As repair work to the fire-damaged Paddington Station building on 201A Street near 56 Avenue in Langley City continues, owners of units in the other buildings in the residential complex are considering upgrading their fire protection by adding balcony sprinklers.
Paddington Station strata council president Donna Francis said the council was investigating the cost of installing balcony sprinklers in neighbouring buildings, following a meeting of owners.
“They want us to pursue it (even though) it wouldn’t be covered by insurance,” Francis said.
New provincial fire safety regulations, adopted after the Dec. 11 fire that left more than 100 people homeless, call for balcony sprinklers in new four-storey wood-frame buildings, but the requirement doesn’t apply to existing buildings.
As to whether the regulations will apply to the repaired building, Francis said the strata owners are waiting for word from the insurer and the company handling the restoration work.
“We want that answer and we want to know,” Francis said.
The new sprinkler requirements took effect July 20.
Investigators have determined that the cause of the fire was the result of the disposal of smoking materials on a fourth floor balcony.
While the building had sprinklers, there were none on the balconies or in the attic because provincial building code regulations in effect at the time did not require them in four-storey wood-frame buildings.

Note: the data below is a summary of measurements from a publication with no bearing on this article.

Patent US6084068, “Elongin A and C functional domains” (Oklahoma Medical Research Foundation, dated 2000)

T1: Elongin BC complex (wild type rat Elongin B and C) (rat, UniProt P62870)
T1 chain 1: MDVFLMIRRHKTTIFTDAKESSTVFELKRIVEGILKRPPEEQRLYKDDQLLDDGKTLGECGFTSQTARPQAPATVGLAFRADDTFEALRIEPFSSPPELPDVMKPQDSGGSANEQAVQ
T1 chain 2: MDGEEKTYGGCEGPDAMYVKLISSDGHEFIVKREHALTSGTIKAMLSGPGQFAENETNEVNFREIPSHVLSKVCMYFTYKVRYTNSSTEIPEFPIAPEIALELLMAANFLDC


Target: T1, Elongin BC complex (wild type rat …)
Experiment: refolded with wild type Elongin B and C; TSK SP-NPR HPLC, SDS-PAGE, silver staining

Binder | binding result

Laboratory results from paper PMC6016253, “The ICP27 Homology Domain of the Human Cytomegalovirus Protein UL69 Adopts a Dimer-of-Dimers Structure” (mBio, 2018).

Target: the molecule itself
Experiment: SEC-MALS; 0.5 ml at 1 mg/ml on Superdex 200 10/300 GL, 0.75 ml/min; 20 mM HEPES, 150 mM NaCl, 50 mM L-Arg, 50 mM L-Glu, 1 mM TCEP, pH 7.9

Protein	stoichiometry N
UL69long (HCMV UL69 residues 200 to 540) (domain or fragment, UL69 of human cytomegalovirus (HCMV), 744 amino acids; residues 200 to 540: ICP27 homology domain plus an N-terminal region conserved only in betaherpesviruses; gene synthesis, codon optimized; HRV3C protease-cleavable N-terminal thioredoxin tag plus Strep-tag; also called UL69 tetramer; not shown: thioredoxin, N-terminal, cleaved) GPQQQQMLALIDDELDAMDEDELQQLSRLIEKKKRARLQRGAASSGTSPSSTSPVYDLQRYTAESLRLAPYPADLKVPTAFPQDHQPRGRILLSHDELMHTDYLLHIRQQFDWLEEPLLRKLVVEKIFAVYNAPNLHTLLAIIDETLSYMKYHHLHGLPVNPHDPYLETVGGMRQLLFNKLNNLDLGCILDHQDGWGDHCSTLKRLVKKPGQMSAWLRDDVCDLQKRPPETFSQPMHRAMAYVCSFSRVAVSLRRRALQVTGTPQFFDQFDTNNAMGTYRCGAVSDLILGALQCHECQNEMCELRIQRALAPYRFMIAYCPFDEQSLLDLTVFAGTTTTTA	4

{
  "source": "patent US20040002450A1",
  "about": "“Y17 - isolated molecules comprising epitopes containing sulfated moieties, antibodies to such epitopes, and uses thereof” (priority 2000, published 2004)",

The Thompson report said most multi-unit apartment building roofs are constructed using light-weight truss construction that starts to fail after five to 10 minutes of flame exposure.
In the Paddington Station fire, firefighters had the balcony fire knocked down from the exterior within five minutes of arrival, Thompson said.
“However, the first attack team into the apartment of origin reported heavy fire conditions already in the attic space.”
There have been 18 balcony fires in the City over five years, nine of them requiring direct intervention by the fire department.
All of the nine were caused by improper disposal of “smoker’s material,” usually cigarettes butted out in planters, Thompson said.
“Smoker’s material needs to be disposed of in proper ashtrays,” Thompson said.
“Potting soil often contains peat moss which is combustible.”
Thompson said the department would like to see installation of sprinklers both on balconies and in attics of all multi-story residential buildings.
“If this building (Paddington) had sprinklers on the balconies and in the attic, this fire likely would not have spread into the attic space.”
In March, the provincial government announced fire sprinklers will be required on the balconies of all new four-storey wood-frame residential buildings effective July 20.
The announcement said the new sprinkler requirements would not take effect until July 20 to allow time for the industry to adapt to the new requirement.
The government announcement said building codes and fire sprinkler standards only apply at the time of construction and cannot be retroactively required on existing buildings.